Skip to main content

Fitbit Inspire HR review

Fitbit’s Inspire HR fitness tracker nails the basics and keeps the price low

Fitbit Inspire HR review
Fitbit Inspire HR
MSRP $99.95
“The Inspire HR’s affordable price and solid feature set meets the needs of casual athletes.”
  • Lightweight, slim fit
  • Simple feature set is easy to use
  • Stellar sleep tracking
  • Affordable price
  • No onboard GPS
  • Short battery life

Fitbit’s spring 2019 lineup includes four devices: The entry-level Fitbit Inspire, the HR-equipped Inspire HR, the kids Ace 2, and the affordable Versa Lite smartwatch. The latter is for those who want an affordable smartwatch, but it’s the Inspire HR that stands out the most for its sub-$100 price tag. That’s one of the lowest prices we’ve seen to date from Fitbit for a fitness tracker with an optical heart rate sensor.

The low-cost Inspire HR is basic, but it kept surprising us with how well it can stand up to the everyday activities in the life of someone who’s active.

Lightweight, Slim Design with a small display

The Inspire HR replaces the aging Fitbit Zip and the popular Alta/Alta HR in Fitbit’s lineup. On the inside and out, the tracker is basically a slimmed down and spruced up version of the Fitbit Charge 3.

The fitness tracker is curved for comfort and is so slim you hardly even notice it’s on your wrist. It retains Fitbit’s iconic look with rounded edges that give it a modern feel, along with a lightweight plastic casing and two silicone straps to fit a wide range of wrist sizes. The bands are replaceable, allowing you to swap the sweat-friendly silicone with a metal mesh or saffiano leather bracelets.

The Inspire HR uses a black and white OLED display with a responsive touchscreen interface, which is good because you use it frequently to view health stats, read alerts, set timers, and more. There is a single button on the right side that is used to wake the device and move you back out of menus. The button is also used to pause or stop exercise — handy as it can be difficult trying to swipe on a touchscreen with sweaty hands. The button is thin but long, making it easy to press even when in motion.

Fitbit Inspire HR review
Kelly Hodgkins/Digital Trends

My main complaint with the Inspire HR is its small display. Unlike the larger Charge 3, which can display multiple metrics, the Inspire HR can only display one stat at a time when exercising. I was constantly tapping the watch to see my stats, and it was throwing me off my stride. Eventually, I just gave up and  ran without looking at my wrist at all.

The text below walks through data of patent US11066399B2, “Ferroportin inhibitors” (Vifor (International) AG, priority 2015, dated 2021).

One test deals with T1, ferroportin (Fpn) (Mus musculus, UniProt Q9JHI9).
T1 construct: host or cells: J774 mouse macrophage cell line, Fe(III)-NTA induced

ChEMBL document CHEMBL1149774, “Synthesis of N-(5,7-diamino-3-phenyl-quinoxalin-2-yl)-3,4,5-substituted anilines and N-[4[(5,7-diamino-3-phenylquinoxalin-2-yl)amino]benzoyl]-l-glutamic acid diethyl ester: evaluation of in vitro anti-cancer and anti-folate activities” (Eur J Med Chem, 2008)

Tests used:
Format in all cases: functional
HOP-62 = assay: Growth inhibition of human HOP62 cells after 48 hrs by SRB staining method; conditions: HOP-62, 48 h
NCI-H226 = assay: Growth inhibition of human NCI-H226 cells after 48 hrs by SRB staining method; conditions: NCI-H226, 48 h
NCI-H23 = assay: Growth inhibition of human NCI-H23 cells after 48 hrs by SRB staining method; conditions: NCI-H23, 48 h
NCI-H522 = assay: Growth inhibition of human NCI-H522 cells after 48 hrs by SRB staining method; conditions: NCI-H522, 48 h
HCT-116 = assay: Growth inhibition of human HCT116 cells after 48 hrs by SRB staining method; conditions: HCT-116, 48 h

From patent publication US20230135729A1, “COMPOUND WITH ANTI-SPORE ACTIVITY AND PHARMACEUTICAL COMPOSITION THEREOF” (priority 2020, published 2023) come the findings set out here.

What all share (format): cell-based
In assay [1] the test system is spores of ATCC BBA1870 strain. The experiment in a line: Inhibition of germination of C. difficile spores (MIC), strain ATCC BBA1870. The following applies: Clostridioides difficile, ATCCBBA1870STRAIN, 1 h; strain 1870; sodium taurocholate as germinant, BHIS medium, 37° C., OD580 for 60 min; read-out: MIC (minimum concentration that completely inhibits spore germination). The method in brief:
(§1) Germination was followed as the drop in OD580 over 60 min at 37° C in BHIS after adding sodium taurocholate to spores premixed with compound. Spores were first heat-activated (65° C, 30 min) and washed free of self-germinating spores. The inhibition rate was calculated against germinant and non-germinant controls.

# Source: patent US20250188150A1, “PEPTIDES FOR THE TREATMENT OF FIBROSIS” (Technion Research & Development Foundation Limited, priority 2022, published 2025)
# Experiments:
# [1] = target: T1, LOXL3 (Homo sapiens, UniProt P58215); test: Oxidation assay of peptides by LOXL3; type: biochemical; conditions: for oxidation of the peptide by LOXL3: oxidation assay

The small screen also makes it difficult to read text messages and other incoming notifications. If you have eyesight problems and prefer bigger fonts, this is not the tracker for you. This tiny display is the price you have to pay if you want a fitness tracker that is slim-fitting. Unlike the Fitbit Versa Lite, which I used for tracking, apps and alerts, I adapted my habits to use the Inspire HR primarily as a time-keeping and a data collecting device. I then turned to the Fitbit app on my phone to monitoring my health and fitness stats collected from the Inspire HR, analyzing my workouts, and reviewing my notifications.

Easy-to-use interface

The Inspire HR uses a simple touch-based menu system that is easy to learn. The clock face is your central hub, and you only can swipe up or down from here. Swipe down for apps like the exercise app, timer, alarm clock, and settings.

Swiping up allows you to view your daily health and fitness stats. You tap on items to select them and then use the side button to return back to the clock face. You also can press and hold the button at any point to jump to the quick settings menu, where you can view your battery level and turn off features like notifications and screen wake.

Basic, but solid performance and fitness tracking

The Inspire HR may be an entry-level tracker in Fitbit’s lineup, but it’s no slouch when it comes to fitness tracking. The device supports up to 15 different indoor and outdoor activities including hiking, running, elliptical, weightlifting and more. The tracker also is water resistant up to 50m so you can wear it while swimming to track your performance. You can customize which exercises appear on the tracker and set whether you want audio cues or not during your workout.

I often forgot the Inspire HR was on my wrist.

While working out, the Inspire HR displays relevant stats such as heart rate, heart rate zone, distance, duration, calories burned, pace and more. I found both the heart rate tracking to be accurate and tracked the intensity of my workout. Step count also was spot on when compared to other comparable fitness trackers. The one feature we miss is the altimeter, which allows for counting the flights of stairs you climbed.

The Inspire HR comes with Fitbit’s SmartTrack automatic activity tracking functionality, which can recognize and record workout sessions without any input. I found this to work reliably when my exercise was steady and consistent. If my exercise required me to stop frequently, then the auto tracking was more of a hindrance than helpful.

The tracker does not include built-in GPS, which means it relies on your phone to supply GPS-based tracking information for outdoor activities. This connected GPS tracking is relatively seamless: You start your activity and wait for the tracker to connect automatically to your phone. A status bar on the tracker will change from connecting to connected and the Inspire HR will vibrate when the connection is complete. Once connected, you can begin your activity and the GPS will record for as long as the phone and tracker are in sync.

Sleep is where it shines